Discovery of Conquistador Hernando de Soto’s 1539 Encampment

A team of international historians and archaeologists are currently investigating one of the earliest known New World expedition sites in the terrestrial United States. The credit for this rare discovery rests with Dr. Ashley White, from the Governing Board of the Archaeological Institute of America, Dr. Michele White, author and bioarchaeologist and Ethan White, of Trinity Catholic History Honors.

This Florida site is considered one of the most important archaeological finds in the early history of the United States. The medieval artifacts include beautiful Murano glass and King Ferdinand and Queen Isabella coins. Historians confirm are evidence of conquistador Hernando de Soto’s 1539 expedition to the New World.

While excavating near the Orange Lake Hernando de Soto site Dr. White’s archaeological team made another historical find. They discovered the remains of a lost Franciscan mission associated with the Timucua Native Indians. Circa 1580 Spanish priests constructed a mission in the town of Potano known to have been visited by De Soto in 1539.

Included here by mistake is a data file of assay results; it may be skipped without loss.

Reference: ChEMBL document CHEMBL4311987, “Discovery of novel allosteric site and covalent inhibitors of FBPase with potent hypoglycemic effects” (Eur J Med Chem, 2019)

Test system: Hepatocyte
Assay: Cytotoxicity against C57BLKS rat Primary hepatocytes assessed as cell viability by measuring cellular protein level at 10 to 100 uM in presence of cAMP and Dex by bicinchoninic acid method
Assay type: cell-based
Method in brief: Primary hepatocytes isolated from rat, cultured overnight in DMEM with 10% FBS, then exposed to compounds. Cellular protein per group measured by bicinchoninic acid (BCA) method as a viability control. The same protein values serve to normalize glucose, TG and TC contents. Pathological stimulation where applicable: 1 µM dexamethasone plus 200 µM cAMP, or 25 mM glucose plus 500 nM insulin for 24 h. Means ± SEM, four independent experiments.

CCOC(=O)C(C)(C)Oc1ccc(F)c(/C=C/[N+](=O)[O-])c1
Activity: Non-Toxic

The mission was first named Apula and then rebuilt in 1607 as San Buenaventura de Potano. Little was known of it until now with the discovery of the foundation of a mission church. The religious activity at the site was relocated in the early 1600s but the Spanish continued using the site for cattle ranching until the 1700s.

For Newswire archives of this discovery visit The Florida Archaeological Survey at www.FloridaArchaeology.org


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